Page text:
Beijing, China, January 9, 2015 - State Grid Smart Grid Research Institute (SGRI) announced the successful type test of world’s first 200kV DC circuit breaker in its Power System Power Electronics Laboratory, which signifies a tremendous breakthrough in China’s HVDC core product R&D and DC Grid construction.
Multi-terminal VSC-HVDC system and DC Grid technology provide an effective means for efficient integration of renewable energy, within which DC circuit breaker plays an essential part to ensure reliable operation. However, great challenges were encountered in materializing this device. On the one hand, direct current is more difficult to be interrupted under high voltage and heavy current circumstances since it has no natural zero-crossing point as in alternating current. On the other hand, interruption time is required to be within some milliseconds due to the steep rise rate of dc short circuit current. These have remained a huge barrier for both academic and industrial communities over the past 100 years.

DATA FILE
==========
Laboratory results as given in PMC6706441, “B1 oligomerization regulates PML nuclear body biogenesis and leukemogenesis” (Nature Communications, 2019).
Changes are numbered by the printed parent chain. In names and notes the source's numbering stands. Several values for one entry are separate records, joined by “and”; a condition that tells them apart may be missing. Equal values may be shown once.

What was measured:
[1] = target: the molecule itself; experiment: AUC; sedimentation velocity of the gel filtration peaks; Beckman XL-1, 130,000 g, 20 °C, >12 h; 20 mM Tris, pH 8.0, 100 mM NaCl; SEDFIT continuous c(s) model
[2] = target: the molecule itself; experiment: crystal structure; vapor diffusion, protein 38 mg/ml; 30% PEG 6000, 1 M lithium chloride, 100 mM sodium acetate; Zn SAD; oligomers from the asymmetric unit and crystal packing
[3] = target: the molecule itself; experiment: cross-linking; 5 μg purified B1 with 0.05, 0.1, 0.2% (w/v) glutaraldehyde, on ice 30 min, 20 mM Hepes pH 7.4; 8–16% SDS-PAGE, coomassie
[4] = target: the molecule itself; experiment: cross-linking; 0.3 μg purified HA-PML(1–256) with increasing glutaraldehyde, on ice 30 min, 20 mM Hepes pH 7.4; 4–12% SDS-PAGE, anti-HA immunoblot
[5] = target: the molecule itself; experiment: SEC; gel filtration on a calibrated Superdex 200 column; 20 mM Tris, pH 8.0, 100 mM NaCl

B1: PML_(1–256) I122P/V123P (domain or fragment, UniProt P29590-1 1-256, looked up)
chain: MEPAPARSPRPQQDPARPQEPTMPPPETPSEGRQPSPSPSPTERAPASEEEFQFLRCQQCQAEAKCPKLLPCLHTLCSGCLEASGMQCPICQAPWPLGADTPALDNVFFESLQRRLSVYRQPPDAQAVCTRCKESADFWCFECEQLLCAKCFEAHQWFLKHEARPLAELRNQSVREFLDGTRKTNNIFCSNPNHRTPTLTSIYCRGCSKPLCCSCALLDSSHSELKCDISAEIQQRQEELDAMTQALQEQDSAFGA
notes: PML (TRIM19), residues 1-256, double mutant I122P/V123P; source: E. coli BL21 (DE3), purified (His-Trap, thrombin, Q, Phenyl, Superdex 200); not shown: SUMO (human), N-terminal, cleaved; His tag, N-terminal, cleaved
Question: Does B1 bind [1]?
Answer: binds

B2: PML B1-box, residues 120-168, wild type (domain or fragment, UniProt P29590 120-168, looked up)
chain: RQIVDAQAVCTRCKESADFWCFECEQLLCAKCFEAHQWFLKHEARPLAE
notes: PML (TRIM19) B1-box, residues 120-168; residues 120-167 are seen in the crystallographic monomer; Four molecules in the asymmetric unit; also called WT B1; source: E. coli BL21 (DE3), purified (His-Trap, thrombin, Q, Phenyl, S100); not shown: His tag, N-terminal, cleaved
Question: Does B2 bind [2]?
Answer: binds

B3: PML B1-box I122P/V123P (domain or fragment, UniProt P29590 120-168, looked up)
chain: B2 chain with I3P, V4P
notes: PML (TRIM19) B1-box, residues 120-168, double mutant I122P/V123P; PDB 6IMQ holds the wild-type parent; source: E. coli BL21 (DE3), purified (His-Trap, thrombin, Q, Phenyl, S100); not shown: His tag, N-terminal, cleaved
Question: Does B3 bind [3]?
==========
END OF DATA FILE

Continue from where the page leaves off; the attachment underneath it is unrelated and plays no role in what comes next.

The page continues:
As a pioneer in DC circuit breaker research, SGRI’s work started in early 2012, co-funded by National Energy Administration and SGCC. An advanced concept was proposed by combining mechanical switching based on ultra high-speed disconnect switch and power electronics switching based on high-power IGBT full-bridge cascade assembly, which not only avoids the high losses associated with a solid-sate breaker, but also overcomes the limit of switching speed of a mechanical breaker. As the first of its kind in the world, this 200kV DC circuit breaker can interrupt 15kA fault current within 3 milliseconds, 100 times faster than the blink of a human eye. Moreover, SGRI has established complete IPR protection mechanism both at home and abroad (including 5 international patents and 30+ domestic ones).
Next, SGRI plans to work towards engineering research via project demonstration, and thus lay the foundation for the development of China’s DC transmission grids, facilitate efficient transmission of renewable energy and optimize power systems among different regions.